Western Australia Minister for Fisheries Norman Moore
Eco-Tick For WA Rock Lobster Fishery
Victor P Taffa
- WA’s biggest fishery wins five-year sustainability re-certification
- State’s rock lobster management recognised internationally
- Confidence for community that western rock lobster fishing sustainable
Western Australia’s rock lobster fishery has won the prestigious Marine Stewardship Council (MSC) tick of approval for another five years.
The MSC sustainability certification is recognised by environmental groups and seafood retailers as the most comprehensive independent fisheries’ assessment in the world. The Western Rock Lobster fishery was the first in the world to gain the certification in 2000.
Fisheries Minister Norman Moore said the re-certification was recognition that WA’s rock lobster industry continued to fish the valuable resource in an efficient and sustainable way.
“For the State’s biggest fishery to achieve another five-year MSC re-certification is a significant stamp of approval and should make the WA community very proud.” Mr. Moore said.
“The western rock lobster industry and the Department of Fisheries are to be congratulated for their combined efforts to retain the right for WA’s popular seafood species to bear the well-known blue MSC eco-label.”
The re-certification follows on the heel of an announcement by major Australian supermarkets that third party certification will now be a requirement for the wild-caught fish they sell.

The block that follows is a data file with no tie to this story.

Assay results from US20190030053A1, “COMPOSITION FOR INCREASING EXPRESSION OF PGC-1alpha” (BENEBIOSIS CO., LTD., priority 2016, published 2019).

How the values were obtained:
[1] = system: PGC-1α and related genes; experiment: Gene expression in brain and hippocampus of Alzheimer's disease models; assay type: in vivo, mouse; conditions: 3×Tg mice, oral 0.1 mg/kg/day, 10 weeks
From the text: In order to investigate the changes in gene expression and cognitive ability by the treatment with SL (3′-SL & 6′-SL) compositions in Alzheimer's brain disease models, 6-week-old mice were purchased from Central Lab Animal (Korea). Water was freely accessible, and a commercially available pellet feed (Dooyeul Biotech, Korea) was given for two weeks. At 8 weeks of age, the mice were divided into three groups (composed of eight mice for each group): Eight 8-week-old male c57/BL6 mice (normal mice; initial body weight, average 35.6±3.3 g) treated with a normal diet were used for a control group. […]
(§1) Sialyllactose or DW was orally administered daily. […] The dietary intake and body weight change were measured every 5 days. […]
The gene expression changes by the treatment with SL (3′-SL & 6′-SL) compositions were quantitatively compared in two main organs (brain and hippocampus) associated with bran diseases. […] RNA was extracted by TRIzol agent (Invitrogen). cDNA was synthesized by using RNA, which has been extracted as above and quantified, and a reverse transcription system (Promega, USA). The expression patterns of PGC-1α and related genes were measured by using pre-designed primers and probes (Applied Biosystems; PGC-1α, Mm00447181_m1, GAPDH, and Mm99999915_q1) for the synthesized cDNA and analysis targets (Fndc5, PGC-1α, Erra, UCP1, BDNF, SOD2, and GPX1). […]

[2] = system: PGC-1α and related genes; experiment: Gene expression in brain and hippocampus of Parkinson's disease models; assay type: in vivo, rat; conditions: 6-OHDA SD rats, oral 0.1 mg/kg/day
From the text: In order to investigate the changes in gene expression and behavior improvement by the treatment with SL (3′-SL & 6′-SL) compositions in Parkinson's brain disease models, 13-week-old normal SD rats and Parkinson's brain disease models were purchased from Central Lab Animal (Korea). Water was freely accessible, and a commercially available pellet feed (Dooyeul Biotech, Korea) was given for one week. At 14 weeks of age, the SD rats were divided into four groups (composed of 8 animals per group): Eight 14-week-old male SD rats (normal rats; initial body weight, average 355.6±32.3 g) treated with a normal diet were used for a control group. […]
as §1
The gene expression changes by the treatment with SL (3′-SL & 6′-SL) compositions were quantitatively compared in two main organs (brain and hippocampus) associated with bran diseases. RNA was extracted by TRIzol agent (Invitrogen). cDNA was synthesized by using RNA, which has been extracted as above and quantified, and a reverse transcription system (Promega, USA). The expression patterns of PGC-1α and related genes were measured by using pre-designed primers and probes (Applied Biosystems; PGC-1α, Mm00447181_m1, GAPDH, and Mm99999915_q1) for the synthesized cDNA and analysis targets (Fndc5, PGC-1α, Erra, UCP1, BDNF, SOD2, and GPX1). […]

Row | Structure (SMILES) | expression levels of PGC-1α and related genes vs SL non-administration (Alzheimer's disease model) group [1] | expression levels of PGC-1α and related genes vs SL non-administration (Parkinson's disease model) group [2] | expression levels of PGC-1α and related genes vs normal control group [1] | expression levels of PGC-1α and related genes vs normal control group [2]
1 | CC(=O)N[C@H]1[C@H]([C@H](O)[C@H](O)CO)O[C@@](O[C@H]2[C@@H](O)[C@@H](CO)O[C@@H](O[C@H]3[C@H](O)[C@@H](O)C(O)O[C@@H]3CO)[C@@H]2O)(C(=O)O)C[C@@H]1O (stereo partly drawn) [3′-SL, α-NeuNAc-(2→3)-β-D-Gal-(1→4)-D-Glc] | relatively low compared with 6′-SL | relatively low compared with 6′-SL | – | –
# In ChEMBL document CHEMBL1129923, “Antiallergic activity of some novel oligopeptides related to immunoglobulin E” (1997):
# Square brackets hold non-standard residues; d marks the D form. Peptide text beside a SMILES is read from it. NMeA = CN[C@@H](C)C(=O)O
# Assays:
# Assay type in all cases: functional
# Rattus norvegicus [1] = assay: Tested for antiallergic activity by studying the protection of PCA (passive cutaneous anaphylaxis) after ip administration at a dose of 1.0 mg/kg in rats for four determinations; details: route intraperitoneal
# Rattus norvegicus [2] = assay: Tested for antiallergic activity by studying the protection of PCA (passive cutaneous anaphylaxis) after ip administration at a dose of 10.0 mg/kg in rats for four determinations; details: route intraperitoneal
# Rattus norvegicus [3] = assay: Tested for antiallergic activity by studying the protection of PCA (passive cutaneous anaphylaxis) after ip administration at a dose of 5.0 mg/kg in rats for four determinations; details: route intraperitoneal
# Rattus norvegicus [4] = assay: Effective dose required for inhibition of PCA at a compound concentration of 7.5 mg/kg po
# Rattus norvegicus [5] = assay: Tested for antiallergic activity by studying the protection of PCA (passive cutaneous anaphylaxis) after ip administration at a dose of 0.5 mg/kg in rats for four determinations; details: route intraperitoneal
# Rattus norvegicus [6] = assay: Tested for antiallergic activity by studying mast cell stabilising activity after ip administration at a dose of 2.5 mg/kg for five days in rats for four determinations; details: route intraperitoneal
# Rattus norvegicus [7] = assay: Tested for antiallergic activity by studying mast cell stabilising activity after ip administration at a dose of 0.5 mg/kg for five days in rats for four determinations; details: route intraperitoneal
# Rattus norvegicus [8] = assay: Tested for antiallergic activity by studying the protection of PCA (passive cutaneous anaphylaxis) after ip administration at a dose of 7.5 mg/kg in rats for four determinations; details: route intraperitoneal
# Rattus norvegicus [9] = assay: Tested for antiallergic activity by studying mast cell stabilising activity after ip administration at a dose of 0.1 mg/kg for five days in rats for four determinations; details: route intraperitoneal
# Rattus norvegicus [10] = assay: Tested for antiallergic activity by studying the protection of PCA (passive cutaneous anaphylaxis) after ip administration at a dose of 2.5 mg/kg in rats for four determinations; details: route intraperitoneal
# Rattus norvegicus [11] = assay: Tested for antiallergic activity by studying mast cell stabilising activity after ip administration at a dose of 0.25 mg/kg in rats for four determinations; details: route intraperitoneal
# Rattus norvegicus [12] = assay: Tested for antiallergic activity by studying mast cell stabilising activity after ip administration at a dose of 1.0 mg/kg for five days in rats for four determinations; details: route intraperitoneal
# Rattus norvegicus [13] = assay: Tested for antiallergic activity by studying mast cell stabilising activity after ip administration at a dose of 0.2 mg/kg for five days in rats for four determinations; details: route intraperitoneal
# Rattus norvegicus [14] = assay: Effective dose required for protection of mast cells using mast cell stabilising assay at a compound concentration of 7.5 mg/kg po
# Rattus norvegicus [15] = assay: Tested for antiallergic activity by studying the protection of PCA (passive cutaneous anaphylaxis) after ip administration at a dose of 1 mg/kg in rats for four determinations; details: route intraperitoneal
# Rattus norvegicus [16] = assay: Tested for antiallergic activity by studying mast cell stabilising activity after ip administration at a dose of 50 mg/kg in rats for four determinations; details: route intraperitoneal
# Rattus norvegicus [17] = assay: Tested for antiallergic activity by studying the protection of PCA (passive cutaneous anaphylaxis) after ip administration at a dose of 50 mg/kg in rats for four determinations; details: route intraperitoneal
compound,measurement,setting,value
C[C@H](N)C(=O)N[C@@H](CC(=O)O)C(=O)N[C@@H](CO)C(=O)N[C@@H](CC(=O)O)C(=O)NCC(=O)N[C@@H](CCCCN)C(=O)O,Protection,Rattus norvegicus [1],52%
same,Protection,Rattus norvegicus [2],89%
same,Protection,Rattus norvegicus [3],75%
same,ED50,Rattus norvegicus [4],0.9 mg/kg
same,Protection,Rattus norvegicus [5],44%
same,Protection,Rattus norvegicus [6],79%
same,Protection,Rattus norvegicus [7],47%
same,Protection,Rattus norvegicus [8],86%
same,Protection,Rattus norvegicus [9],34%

“Independent certification is a vital and growing aspect of fisheries management that we must embrace to give our commercial fishers the marketing edge they need.” the Minister said.
“The State Government is keen to support commercial fishers in achieving the independent recognition they need to meet the new demands of retailers and consumers who want confidence about the seafood they buy.”
Mr. Moore said MSC had specified that well-defined and effective harvest control rules be implemented for the industry to achieve this five-year renewal.
“The MSC also requested collection of relevant data supporting the harvest strategy and that sufficient information is collected to identify the impacts of the fishery on different habitat types.” Mr. Moore said.
Projects have already been established to address these points. Consultation regarding the harvest control rules has started and the draft harvest strategy released.”